Second-year Coolidge JAG Coordinator Michelle Gonzales was awarded the Outstanding Specialist award at Jobs for America’s Graduates’ National Training Seminar (NTS) last month. Although this past year was her first year as coordinator, she jumped right in, and for her, NTS put into perspective her goals for continuing the momentum of her program.
“This was my first in-person NTS and it was informative!” Gonzales said. “As a first-year coordinator, I had some idea, but NTS made me more comfortable with what I was doing and what the program was about. I think it gave me better guidance. This year, I’m excited because I feel more confident in my abilities and in what I am doing as a coordinator.”
Gonzales is from the Coolidge community and has been with Coolidge Unified School District for 15 years working in various capacities from office work, early-childhood education, alternative pathways, and Freshman 101 teacher. All of her experience and passion for education has led her to this moment of becoming a JAG coordinator.
“I enjoy watching young people grow and develop into responsible adults. It is one of those things that you don’t see immediately and sometimes it takes time for them to realize that,” she said. “But as they grow and develop, they start connecting those dots and they come back and share that information. I think that is one of the reasons why I love what I do.”
As an alternative pathways teacher, she brings another perspective for students who may want or need to pursue an alternative path instead of attending college immediately after high school.
“I think one thing that connects me to my students is that I am homegrown,” she said. “I actually grew up in the community, lived in the community, and graduated from this high school….Connecting with them is about sharing my personal experience and personal journey. I am an alternative pathways teacher. I graduated in 2020 with my bachelor’s and my master’s was in 2022, so that’s later for me. It wasn’t straight out of high school. I am a teen mom. So it’s about having them understand that these are obstacles that could’ve stopped me and prevented me, but they didn’t.”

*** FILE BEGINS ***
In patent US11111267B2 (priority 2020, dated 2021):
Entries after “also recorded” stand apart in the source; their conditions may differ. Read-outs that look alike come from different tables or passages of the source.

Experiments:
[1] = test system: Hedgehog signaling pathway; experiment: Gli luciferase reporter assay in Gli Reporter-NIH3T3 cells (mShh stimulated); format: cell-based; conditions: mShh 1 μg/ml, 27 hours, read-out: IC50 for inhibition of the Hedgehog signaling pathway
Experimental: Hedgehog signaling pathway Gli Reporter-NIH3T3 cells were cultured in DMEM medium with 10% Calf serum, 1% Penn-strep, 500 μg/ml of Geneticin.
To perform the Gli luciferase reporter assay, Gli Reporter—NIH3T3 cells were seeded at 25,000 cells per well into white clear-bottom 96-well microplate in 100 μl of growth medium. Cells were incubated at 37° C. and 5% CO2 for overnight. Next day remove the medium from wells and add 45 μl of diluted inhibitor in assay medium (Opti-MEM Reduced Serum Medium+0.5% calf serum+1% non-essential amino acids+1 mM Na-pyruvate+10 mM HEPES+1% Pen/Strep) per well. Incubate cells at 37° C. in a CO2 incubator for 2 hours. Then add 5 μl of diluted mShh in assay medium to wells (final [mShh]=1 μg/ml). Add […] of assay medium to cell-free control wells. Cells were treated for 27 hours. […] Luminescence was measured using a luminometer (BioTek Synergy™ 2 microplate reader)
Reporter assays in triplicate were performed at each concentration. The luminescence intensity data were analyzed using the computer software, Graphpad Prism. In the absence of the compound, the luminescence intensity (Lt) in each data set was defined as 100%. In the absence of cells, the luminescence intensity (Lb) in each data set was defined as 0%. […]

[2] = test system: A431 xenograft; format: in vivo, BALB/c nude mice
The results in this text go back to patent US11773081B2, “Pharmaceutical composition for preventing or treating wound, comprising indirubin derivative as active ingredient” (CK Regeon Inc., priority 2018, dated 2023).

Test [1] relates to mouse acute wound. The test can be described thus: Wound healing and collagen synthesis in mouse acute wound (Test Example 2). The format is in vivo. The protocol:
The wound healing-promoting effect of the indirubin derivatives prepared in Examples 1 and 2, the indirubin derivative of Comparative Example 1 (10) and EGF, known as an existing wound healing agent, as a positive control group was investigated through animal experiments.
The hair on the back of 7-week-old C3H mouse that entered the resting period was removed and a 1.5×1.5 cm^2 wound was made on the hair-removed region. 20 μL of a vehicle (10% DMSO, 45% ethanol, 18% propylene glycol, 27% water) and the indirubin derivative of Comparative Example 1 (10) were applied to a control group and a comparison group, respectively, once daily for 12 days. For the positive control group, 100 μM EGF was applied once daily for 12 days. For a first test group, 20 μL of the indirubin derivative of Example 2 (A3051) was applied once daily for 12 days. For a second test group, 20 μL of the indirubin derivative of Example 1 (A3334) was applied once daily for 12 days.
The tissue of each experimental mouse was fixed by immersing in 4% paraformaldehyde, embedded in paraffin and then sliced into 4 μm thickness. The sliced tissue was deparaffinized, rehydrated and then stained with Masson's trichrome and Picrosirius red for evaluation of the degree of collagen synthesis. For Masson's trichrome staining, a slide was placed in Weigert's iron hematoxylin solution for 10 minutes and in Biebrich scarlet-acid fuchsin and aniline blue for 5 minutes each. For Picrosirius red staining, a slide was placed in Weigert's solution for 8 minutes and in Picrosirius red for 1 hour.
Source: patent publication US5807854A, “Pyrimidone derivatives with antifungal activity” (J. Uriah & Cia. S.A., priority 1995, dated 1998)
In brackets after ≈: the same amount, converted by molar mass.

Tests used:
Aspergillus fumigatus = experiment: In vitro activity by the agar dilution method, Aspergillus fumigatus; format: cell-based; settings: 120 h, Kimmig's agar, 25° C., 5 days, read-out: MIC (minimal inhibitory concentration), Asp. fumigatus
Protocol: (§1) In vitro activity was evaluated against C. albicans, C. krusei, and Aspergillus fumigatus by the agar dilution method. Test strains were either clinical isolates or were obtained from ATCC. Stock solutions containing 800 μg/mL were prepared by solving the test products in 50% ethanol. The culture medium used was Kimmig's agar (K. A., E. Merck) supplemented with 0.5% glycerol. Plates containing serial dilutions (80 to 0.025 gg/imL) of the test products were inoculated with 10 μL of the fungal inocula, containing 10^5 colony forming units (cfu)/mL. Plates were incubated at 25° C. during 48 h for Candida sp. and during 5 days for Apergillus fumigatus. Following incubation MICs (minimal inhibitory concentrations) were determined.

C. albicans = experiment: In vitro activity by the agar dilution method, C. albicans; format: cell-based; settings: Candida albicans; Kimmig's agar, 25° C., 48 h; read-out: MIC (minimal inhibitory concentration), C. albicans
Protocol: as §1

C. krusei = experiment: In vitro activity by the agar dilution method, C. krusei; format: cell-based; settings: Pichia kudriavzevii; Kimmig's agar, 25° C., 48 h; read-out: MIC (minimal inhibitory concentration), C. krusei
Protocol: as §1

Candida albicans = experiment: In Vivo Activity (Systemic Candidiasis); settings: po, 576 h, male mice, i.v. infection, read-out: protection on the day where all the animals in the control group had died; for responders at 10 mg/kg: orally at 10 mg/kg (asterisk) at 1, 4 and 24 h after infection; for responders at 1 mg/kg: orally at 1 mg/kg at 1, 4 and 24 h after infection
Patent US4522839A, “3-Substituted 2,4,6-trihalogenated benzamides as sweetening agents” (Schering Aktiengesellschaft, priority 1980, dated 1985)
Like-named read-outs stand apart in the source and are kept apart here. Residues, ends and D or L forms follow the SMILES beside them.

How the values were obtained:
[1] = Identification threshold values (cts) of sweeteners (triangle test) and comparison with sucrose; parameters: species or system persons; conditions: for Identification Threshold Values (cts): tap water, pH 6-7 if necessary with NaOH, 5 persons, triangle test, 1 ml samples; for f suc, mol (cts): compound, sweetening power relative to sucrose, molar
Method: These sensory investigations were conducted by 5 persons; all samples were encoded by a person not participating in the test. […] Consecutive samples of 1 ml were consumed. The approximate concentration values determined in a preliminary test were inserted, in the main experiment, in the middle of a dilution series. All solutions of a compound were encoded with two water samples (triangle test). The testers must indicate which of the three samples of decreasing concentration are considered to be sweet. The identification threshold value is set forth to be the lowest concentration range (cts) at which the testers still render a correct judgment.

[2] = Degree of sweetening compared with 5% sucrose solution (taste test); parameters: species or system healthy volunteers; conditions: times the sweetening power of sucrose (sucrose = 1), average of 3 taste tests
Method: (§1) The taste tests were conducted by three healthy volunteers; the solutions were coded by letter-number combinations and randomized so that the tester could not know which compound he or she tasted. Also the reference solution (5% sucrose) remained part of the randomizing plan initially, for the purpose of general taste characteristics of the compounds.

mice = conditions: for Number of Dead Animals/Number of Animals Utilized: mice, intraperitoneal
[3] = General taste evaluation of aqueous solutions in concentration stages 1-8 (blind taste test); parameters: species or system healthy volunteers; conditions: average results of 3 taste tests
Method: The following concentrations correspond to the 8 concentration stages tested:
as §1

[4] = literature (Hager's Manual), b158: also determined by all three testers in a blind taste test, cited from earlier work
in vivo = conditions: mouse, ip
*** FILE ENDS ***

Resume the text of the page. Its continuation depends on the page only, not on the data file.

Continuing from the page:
In her first year as coordinator, she hit the ground running. Two highlights out of many were the community service opportunities her students engaged in and the virtual reality skills immersion project.
For community service, she collaborated with students to find opportunities for athletic events support (line judges for volleyball, timers for swim, etc.), office administrative assistance, mentorship at local elementary schools, and sorting and packaging for pantry food distribution.
While students were surprised by all the ways they could engage in their school and greater community, according to Gonzales, they were also in awe of their elevated learning experience through virtual reality.
Each grade level (sophomores, juniors, and seniors) engaged in project management and professional skills training through the skills immersion project. This project, featured in the Coolidge Examiner, was in partnership with Talespin, JFFLabs, and Systems Analysis Program Development (SAP).
Students had the chance to redesign the preset modules that were centered around professional and real-world scenarios where effective communication and collaboration were required. The final product that students designed ultimately secured a donation of 20 headsets from Talespin for their JAG program to use in years to come.
“During that project, I was really just a facilitator,” Gonzales shared. “The students are actually the ones that took charge. For them to see their work and everything they worked for become an actual module….Some students mentioned it was learning without learning because they were so focused on creating this project, they didn’t realize all the skills they were using and gaining.”
It was because of her facilitation throughout the JAG experience that students saw what education could be – an exciting process for personal and professional growth.
“The JAG program is really whatever students need it to be,” she said. “This program gives students an opportunity to provide input on what they want to learn and guide the direction of the class. What other program allows for that type of individualized learning? Everyone in the program is going to have a different takeaway because there are different needs requiring different support. My job is to find out how to support the students so they are successful.”
Read more about the professional development and learning opportunities Coolidge JAG students had this past year: